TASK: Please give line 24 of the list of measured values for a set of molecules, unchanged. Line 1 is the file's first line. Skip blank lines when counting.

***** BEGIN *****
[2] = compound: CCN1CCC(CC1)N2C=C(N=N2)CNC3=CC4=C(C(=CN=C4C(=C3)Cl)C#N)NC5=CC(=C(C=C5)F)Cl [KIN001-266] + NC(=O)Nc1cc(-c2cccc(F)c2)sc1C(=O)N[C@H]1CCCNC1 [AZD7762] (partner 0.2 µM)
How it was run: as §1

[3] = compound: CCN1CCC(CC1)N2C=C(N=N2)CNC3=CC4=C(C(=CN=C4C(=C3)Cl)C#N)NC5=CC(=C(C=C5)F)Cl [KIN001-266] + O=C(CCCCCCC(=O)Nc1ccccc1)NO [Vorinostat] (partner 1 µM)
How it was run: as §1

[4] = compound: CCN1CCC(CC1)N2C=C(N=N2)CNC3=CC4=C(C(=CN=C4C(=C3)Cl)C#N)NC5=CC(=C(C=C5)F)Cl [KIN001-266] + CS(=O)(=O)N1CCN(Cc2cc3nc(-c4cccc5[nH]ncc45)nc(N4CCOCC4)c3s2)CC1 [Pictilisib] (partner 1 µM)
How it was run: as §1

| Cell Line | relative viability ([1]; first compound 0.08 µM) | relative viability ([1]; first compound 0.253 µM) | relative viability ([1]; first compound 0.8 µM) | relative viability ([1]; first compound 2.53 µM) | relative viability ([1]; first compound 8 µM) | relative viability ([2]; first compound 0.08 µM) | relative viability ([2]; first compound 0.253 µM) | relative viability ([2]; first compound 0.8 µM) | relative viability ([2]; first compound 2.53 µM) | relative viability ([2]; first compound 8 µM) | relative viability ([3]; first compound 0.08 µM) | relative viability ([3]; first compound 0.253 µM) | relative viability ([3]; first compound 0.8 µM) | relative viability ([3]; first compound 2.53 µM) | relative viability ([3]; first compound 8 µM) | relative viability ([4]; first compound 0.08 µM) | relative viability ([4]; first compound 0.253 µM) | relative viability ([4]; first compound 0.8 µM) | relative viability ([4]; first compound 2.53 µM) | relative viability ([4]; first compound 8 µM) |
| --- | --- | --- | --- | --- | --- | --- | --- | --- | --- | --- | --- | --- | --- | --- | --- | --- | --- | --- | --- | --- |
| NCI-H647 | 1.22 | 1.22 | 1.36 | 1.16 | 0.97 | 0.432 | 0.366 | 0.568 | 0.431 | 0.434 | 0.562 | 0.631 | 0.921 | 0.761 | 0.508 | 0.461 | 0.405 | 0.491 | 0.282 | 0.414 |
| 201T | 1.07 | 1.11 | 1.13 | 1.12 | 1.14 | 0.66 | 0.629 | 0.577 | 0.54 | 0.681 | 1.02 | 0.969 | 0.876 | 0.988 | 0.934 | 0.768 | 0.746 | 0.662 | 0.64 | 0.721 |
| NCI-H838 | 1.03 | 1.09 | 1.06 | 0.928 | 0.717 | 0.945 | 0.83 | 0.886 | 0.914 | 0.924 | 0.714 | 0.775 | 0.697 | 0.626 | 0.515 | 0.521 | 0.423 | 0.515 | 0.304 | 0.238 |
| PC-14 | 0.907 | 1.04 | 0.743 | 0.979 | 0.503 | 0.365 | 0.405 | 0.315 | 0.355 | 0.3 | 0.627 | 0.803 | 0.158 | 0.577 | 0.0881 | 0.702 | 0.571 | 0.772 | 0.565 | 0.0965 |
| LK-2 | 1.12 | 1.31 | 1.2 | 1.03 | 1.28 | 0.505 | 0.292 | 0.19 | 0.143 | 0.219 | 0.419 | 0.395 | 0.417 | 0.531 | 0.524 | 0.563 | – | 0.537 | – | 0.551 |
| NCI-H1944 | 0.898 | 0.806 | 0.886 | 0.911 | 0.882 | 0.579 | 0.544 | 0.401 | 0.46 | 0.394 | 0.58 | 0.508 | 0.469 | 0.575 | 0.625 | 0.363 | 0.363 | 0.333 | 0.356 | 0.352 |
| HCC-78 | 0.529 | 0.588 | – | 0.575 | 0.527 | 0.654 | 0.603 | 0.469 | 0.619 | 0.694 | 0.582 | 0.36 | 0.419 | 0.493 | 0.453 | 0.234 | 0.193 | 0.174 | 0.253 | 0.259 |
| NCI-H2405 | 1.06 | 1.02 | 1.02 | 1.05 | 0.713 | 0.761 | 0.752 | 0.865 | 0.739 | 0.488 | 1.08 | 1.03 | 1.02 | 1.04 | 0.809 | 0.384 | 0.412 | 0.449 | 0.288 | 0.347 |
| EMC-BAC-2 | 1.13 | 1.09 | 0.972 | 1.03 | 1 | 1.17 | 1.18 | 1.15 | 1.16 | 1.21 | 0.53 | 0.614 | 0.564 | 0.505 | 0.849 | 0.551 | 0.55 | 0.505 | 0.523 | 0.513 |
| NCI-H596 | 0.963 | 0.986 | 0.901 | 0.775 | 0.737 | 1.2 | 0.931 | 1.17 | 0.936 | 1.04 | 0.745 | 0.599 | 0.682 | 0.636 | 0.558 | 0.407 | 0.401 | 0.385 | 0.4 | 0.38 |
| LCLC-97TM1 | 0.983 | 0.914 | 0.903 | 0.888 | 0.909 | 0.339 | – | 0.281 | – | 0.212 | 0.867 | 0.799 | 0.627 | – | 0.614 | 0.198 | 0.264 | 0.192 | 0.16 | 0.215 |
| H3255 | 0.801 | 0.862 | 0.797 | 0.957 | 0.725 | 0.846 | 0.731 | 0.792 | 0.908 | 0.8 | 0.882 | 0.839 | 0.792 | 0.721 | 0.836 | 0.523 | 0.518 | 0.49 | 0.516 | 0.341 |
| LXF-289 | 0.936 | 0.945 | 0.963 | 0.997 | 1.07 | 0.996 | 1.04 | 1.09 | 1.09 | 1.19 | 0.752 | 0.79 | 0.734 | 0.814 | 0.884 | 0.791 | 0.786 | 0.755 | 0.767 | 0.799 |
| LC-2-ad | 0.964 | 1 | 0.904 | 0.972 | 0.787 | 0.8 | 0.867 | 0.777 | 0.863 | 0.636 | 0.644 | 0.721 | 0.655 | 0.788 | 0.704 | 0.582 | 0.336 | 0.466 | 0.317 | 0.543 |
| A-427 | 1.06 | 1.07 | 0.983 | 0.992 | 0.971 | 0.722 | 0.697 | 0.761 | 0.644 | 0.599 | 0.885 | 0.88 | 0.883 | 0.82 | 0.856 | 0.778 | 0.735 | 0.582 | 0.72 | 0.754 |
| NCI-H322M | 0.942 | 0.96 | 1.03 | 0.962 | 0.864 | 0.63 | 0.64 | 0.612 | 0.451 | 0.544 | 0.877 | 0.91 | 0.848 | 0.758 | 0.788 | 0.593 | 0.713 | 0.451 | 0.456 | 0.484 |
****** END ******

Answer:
| NCI-H322M | 0.942 | 0.96 | 1.03 | 0.962 | 0.864 | 0.63 | 0.64 | 0.612 | 0.451 | 0.544 | 0.877 | 0.91 | 0.848 | 0.758 | 0.788 | 0.593 | 0.713 | 0.451 | 0.456 | 0.484 |